by Jeff Niesel
When SKATERS drummer Noah Rubin first met guitarist Josh Hubbard, he didn’t care for the guy. But singer Michael Ian Cummings convinced him that once he got to know him, he would like him. And he was right. Rubin, Cummings and bassist Dan Burke all gelled quickly after they formed the band in 2012 with Hubbard, who's British.
“I was having a conversation with [Josh] and asked him if he wanted to jam,” recalls Rubin, who brings SKATERS to the Grog Shop tonight. “He said, ‘Maybe. I came here to start a fucking rock ’n’ roll band.’ It turned me off because I didn’t know we were starting a band together. I didn’t like him. I thought he was too forward. Mike said, ‘Trust me. This guy’s cool.’ The next day, we booked three shows for the following three weeks. We learned the five songs we knew. We covered five Pixies songs. We sold out all three shows so the band was off and running.”
Last year, the group issued the EP Schemers and then followed it up this year with Manhattan, a 11-song collection of tunes that suggest the band might be the biggest thing to come out of New York since the Strokes. Recently, the guys played seven shows over the course of the weekend-long South by Southwest festival. Clearly influenced by the melodic punk of the ’80s (think Mission of Burma and the Pixies), these guys aren’t afraid to temper their snarling guitars with soft vocals and tight melodies. They evoke the New Wave of yesteryear and channel Blondie’s spirit on “I Wanna Dance (But I Don’t Know How).” If it sounds like the band’s influences are from both sides of the Atlantic, that’s because they are.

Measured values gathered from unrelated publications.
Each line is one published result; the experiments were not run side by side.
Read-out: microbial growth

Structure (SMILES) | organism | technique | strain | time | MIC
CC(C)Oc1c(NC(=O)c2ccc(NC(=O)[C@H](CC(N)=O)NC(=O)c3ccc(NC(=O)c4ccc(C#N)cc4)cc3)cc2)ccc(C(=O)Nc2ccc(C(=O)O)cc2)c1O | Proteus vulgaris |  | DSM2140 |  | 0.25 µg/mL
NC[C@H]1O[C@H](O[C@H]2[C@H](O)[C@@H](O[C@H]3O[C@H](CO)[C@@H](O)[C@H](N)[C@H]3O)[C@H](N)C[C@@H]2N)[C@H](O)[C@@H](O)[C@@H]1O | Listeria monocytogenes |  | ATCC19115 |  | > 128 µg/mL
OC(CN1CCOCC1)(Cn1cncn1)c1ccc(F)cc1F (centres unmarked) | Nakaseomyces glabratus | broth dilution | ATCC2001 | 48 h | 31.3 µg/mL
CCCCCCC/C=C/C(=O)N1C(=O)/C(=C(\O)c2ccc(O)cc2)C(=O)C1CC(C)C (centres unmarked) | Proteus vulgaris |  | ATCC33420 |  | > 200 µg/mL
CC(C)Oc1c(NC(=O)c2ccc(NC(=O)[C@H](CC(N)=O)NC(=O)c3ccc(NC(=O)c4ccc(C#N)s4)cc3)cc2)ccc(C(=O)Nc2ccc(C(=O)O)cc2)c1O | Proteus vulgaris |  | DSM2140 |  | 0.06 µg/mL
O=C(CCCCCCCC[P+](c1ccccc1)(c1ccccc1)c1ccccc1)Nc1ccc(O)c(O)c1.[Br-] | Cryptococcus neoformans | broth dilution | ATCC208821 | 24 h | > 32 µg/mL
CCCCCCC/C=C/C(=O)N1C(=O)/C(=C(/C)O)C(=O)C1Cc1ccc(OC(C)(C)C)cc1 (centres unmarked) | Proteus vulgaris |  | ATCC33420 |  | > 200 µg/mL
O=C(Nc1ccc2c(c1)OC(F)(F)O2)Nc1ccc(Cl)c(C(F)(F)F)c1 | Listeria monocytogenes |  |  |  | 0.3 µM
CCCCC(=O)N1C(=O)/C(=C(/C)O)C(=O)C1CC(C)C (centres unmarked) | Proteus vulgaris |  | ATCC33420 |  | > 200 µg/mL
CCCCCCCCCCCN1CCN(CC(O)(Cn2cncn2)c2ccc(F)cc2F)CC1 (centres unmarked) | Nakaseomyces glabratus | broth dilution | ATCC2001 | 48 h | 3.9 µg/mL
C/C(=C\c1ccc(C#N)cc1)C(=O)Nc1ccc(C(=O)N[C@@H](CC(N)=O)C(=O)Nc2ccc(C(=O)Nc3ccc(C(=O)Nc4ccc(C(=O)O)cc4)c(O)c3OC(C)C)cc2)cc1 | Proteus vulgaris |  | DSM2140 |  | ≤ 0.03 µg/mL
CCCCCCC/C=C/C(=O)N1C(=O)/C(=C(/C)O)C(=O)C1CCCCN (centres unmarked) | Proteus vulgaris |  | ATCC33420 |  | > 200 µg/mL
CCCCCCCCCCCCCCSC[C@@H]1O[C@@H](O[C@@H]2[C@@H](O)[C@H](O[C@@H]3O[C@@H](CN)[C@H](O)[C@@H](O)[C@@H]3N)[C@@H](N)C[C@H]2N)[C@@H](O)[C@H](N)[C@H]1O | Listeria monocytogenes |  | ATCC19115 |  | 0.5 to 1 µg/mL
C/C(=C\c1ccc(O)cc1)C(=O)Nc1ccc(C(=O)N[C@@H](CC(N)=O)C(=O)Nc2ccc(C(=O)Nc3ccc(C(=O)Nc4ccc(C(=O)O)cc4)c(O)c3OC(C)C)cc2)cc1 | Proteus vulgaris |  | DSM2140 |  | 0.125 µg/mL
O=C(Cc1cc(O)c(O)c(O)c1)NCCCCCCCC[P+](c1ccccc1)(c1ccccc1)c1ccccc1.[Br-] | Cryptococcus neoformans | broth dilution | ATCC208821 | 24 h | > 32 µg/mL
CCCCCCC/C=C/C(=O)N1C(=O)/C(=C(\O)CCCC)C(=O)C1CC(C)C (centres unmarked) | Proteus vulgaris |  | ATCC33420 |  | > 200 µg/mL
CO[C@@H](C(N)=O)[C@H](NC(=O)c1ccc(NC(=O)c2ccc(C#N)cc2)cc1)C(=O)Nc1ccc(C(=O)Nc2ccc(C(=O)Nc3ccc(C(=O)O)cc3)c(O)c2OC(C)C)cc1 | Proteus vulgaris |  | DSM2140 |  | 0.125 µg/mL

“Yeah, definitely,” Rubin says. “Punk music is from New York. The punk implies that it’s from America and the British part implies that we take from their take on punk.”
And then, there’s “Band Breaker,” a terrific dub reggae tune that pays tribute to the Clash.
“We’re really into the Specials and the Clash,” says Rubin. “We didn’t want any confusion as to who we were being inspired by. Bands try to be something so new that no one can place their sound, but we’re the opposite. Mike is writing about a girl getting in the way. It could have been my girlfriend at the time or another girlfriend of someone in another band. I don’t know who he was talking about. He was having trouble writing. Someone told him to smoke a fat joint and then write a song. That’s what he did. We’re huge reggae fans. It would be dishonest to try to hide that.”
While the album’s title might imply it’s some kind of concept record, Rubin says that’s not entirely the case.
“It’s a concept record naturally because there’s a story behind it,” he says. “It’s not an intended concept record. When we came up with name Manhattan, it was for lack of a better title. We were way behind on coming up with a title. I think I said something like, ‘There’s that dude from Illinois who called his record Illinois.’ Our story is Manhattan. Everyone was like, Let’s call is Manhattan.’ We didn’t have to make it a concept album because all the songs were about experiences in Manhattan.”
The guys are coming to town at the tail end of a tour that started earlier this year on the West Coast. If things go according to plan, the group will be in high demand as the concert season heats up this summer.
“Everything is going pretty well,” Rubin says. “The band sounds really good live and that’s the most important thing. Every show has been a real success. The band is playing well together and I’m a little OCD about that stuff and we want to stretch our live show out and do more covers and more jams and then write when we’re in the van and have new material constantly coming out.”